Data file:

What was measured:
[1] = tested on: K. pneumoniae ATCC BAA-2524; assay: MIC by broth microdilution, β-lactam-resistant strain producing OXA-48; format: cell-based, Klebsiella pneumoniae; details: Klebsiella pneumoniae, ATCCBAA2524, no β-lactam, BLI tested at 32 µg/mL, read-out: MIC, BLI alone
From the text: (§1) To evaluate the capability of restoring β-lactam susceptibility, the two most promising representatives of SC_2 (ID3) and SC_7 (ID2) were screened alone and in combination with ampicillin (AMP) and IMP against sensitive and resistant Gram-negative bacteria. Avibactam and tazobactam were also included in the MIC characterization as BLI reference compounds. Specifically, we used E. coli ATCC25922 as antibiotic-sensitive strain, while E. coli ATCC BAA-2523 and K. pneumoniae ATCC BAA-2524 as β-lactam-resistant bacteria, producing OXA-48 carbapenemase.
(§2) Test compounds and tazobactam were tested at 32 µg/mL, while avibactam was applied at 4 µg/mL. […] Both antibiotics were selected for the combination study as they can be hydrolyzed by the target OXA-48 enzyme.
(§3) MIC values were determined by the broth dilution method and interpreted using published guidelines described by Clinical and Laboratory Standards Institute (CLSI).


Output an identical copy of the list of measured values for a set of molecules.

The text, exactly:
What was measured:
[1] = tested on: K. pneumoniae ATCC BAA-2524; assay: MIC by broth microdilution, β-lactam-resistant strain producing OXA-48; format: cell-based, Klebsiella pneumoniae; details: Klebsiella pneumoniae, ATCCBAA2524, no β-lactam, BLI tested at 32 µg/mL, read-out: MIC, BLI alone
From the text: (§1) To evaluate the capability of restoring β-lactam susceptibility, the two most promising representatives of SC_2 (ID3) and SC_7 (ID2) were screened alone and in combination with ampicillin (AMP) and IMP against sensitive and resistant Gram-negative bacteria. Avibactam and tazobactam were also included in the MIC characterization as BLI reference compounds. Specifically, we used E. coli ATCC25922 as antibiotic-sensitive strain, while E. coli ATCC BAA-2523 and K. pneumoniae ATCC BAA-2524 as β-lactam-resistant bacteria, producing OXA-48 carbapenemase.
(§2) Test compounds and tazobactam were tested at 32 µg/mL, while avibactam was applied at 4 µg/mL. […] Both antibiotics were selected for the combination study as they can be hydrolyzed by the target OXA-48 enzyme.
(§3) MIC values were determined by the broth dilution method and interpreted using published guidelines described by Clinical and Laboratory Standards Institute (CLSI).